2013-2014 Institute of American Cultures (IAC)
Bunche Center Fellowships and Grants Awardees
Cory Gooding, History
Roots, Rhythm and Religion: The Politics of Context, Identity and Culture among Afro-Caribbeans in New York and Los Angeles
Mr. Gooding seeks to use social context to develop the way political science discusses identity, culture and political engagement through his comparative study of Jamaican and Trinidadian immigrants in New York and Los Angeles. Mr. Gooding’s project examines the role that three social context elements—religious institutions, media and the neighborhood—play in the development of political frames, racial/ethnic identity and political engagement. He grounds the theoretical approach of this study with respect to racial/ethnic identity in current events by examining the campaign of Barack Obama and the role that identity played in Afro-Caribbean political engagement. In addition to examining the impact of social context on traditional engagement, he also investigates how cultural practices operate as forms of political engagement. His research uses data collected from 75 in-depth interviews conducted in New York and Los Angeles with first and second-generation black immigrants from Jamaica and Trinidad. He also uses survey data from the 2004 National Politics Study and the 2012 Collaborative Multi-racial Post-Election Study (CMPS). The Bunche Center believes this is an important study of black immigrants in New York and Los Angeles that will greatly inform our understanding of diversity within “blackness.”
RESEARCH GRANT AWARDEES
Faculty and Staff
Walter Allen and Patricia McDonough, Graduate School of Education & Information Studies
Counselor Calculus: Assessments of Student-Institutional Fit and (mis)conceptions about the UC
Professors Allen and McDonough seek to better understand what factors contribute to high school counselors’ conception of access to the UCs as well as how they assess student-institutional fit (e.g. who could be “UC bound” versus who should be “UC bound”).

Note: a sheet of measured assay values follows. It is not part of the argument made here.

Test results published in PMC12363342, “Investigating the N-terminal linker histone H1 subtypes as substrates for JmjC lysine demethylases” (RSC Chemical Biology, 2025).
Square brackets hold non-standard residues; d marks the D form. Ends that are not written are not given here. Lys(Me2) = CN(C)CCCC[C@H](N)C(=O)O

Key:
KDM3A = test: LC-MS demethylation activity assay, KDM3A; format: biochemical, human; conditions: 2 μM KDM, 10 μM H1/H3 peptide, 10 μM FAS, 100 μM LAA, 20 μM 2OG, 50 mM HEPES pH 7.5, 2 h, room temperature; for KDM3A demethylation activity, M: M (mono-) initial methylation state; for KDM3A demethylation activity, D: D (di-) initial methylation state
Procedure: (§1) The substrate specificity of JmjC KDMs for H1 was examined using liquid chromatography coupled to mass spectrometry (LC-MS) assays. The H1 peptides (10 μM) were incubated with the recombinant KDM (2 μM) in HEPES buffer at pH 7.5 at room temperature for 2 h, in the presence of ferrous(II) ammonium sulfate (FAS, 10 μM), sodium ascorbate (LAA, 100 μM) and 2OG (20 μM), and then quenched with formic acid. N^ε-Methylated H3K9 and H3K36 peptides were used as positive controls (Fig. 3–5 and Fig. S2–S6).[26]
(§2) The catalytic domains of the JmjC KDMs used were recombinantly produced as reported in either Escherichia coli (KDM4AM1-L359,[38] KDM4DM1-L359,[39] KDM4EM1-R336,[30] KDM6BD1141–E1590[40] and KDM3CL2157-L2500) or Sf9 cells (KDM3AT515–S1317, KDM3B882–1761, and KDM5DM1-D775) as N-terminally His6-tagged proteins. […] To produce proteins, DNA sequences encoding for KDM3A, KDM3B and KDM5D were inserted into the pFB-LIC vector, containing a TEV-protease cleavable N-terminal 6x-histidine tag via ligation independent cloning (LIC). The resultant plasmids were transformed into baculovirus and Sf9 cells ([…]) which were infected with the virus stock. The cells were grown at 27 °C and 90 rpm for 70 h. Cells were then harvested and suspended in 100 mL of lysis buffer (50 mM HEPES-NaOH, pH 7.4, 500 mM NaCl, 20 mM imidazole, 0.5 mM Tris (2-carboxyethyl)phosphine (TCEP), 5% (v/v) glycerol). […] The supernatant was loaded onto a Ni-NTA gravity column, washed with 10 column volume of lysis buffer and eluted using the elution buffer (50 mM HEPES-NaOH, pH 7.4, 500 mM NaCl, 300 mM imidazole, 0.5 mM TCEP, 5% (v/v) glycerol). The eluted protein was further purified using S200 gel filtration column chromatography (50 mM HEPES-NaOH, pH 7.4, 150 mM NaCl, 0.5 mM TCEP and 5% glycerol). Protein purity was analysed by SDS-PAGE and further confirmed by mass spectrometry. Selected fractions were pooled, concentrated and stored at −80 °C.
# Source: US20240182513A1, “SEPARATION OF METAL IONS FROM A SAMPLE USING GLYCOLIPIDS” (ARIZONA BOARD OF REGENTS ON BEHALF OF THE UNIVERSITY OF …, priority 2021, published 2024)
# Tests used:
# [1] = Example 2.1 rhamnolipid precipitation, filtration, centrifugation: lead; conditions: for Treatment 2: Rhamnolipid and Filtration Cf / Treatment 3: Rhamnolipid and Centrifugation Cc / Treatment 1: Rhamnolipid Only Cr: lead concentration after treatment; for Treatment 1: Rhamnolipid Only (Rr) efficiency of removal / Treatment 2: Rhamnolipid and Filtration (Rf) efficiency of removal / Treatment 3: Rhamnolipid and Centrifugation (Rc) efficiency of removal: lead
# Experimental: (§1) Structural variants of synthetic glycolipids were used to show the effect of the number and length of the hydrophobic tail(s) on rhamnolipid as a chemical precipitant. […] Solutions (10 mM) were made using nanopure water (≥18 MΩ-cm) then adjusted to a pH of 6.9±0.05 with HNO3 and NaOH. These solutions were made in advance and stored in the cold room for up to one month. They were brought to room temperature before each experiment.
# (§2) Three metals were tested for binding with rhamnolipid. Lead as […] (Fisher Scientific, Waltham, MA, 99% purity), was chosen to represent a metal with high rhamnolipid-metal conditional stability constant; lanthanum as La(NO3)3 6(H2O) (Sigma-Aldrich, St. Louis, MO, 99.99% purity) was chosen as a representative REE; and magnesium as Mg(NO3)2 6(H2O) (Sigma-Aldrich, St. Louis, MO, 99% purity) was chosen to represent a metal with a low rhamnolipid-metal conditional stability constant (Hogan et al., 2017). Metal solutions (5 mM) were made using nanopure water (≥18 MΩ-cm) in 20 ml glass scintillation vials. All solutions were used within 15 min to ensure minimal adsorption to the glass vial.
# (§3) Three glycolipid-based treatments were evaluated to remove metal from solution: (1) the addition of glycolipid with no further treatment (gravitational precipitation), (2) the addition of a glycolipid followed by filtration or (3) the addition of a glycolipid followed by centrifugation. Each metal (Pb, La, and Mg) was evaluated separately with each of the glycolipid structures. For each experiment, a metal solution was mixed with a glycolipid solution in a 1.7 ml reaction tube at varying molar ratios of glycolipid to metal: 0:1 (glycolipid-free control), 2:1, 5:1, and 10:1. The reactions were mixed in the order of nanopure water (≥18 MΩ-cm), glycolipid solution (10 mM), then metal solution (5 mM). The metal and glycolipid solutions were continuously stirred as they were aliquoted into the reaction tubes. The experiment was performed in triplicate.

Robin Derby, History
Male Heroism, Demonic Pigs and Memories of Violence in Haiti and the Dominican Republic
Prof. Derby examines the correlation between poverty and demonic animal tales in Haiti and the Dominican Republic.
Negin Ghavami, Graduate School of Education & Information Studies
Disparities in Health and Academics of Urban, Ethnics Minorities LGBQ Middle School Students
Dr. Ghavami focuses on the experiences of ethnic minority and white LGBQ middle-school students in LA urban schools and identifies factors that contribute to risk and resilience for their well-being and academic achievement.
Paul Von Blum, Afro-American Studies
The Civil Rights Movement for Beginners
Professor Von Blum is writing a book focused on African American Studies that places the modern civil rights movement in a broader historical perspective.
Susila Gurusami, Sociology
Mothering on the Margins: Race and Class Constructions of Precarious Mothering
Ms. Gurusami’s dissertation deals with the consequences of debasing the Black matriarch and the way that this has material and theoretical implications for both poor Black mothers and their wealthier counterparts.
Jacob Lau, Ph.D. Student, Gender Studies
Sistership as Survival: Looking after Sylvia, Marsha and Queens in Exile
Mr. Lau’s archival research will examine the connections and influence between drag queens Rivera and Johnson’s coalitional work within and between black and white activist organizations in the 1970s, which will lead to a reworking of the historical narratives of African American, Latina/o and Gay social movements.
Kimberly Mack, English
The Fictional Black Blues Figure: Blues Music and the Art of Narrative Self-Invention
Ms. Mack’s project will examine fictional constructions of the American black blues musician in post-1960 American literature and popular music.
Winter Schneider, History
History, Memory and Identity in Haiti’s Lakou: Views from the Diaspora
Ms. Schneider seeks to examine the history of the sacred communities, or lakou, outside of Gonaïves, Haiti, through oral histories of pilgrims to the lakou from the Haitian Diaspora in the U.S., mainly in Florida.
Janira Teague, History
I, too, Am America: Migrations, Identity and Citizenship in Black New York City, 1890s -1930s
Ms. Teague examines and explores migrations, identity, citizenship status, and the intellectual ideas/ideals of Black native New Yorkers, Black southern migrants and Black immigrants who resided in New York City (NYC) from the 1890s until the 1930s.
For additional information about The Institute of American Cultures (IAC) Fellowships & Research Grants at the Bunche Center, Click Here. For a list of 2012 – 2013 awardees, Click Here.